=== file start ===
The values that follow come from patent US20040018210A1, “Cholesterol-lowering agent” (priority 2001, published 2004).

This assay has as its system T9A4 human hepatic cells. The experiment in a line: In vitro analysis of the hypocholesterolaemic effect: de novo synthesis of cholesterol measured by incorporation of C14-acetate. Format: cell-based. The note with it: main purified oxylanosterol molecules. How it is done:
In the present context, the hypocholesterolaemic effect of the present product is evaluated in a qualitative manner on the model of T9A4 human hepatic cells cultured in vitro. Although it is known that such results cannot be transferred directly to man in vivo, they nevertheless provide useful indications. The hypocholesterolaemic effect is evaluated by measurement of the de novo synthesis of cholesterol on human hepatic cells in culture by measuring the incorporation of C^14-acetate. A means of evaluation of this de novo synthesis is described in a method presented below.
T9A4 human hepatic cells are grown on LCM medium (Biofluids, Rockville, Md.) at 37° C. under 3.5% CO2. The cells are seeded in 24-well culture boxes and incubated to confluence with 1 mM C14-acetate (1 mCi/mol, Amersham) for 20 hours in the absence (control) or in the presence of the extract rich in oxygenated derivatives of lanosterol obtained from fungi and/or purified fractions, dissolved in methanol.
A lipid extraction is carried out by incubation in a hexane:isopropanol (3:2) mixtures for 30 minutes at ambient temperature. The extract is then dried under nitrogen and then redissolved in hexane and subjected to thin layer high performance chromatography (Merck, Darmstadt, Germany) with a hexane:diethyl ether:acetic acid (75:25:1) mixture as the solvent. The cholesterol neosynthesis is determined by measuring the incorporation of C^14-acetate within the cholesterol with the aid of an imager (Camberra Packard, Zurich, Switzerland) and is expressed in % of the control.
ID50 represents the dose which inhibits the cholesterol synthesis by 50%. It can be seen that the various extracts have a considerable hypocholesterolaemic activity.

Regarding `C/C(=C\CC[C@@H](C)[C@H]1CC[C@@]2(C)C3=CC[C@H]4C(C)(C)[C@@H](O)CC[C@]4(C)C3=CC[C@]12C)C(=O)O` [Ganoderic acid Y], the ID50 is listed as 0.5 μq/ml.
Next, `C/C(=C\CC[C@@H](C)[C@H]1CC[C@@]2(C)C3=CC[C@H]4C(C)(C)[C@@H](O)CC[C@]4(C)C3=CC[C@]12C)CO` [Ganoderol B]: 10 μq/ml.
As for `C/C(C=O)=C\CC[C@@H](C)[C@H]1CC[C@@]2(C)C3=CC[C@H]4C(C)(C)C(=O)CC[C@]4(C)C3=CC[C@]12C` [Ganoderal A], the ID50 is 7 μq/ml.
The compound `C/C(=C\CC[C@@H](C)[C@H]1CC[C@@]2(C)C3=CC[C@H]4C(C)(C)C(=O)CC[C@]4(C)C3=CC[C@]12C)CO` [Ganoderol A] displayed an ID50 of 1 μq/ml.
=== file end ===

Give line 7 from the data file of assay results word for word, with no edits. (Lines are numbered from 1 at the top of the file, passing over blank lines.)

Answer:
Regarding `C/C(=C\CC[C@@H](C)[C@H]1CC[C@@]2(C)C3=CC[C@H]4C(C)(C)[C@@H](O)CC[C@]4(C)C3=CC[C@]12C)C(=O)O` [Ganoderic acid Y], the ID50 is listed as 0.5 μq/ml.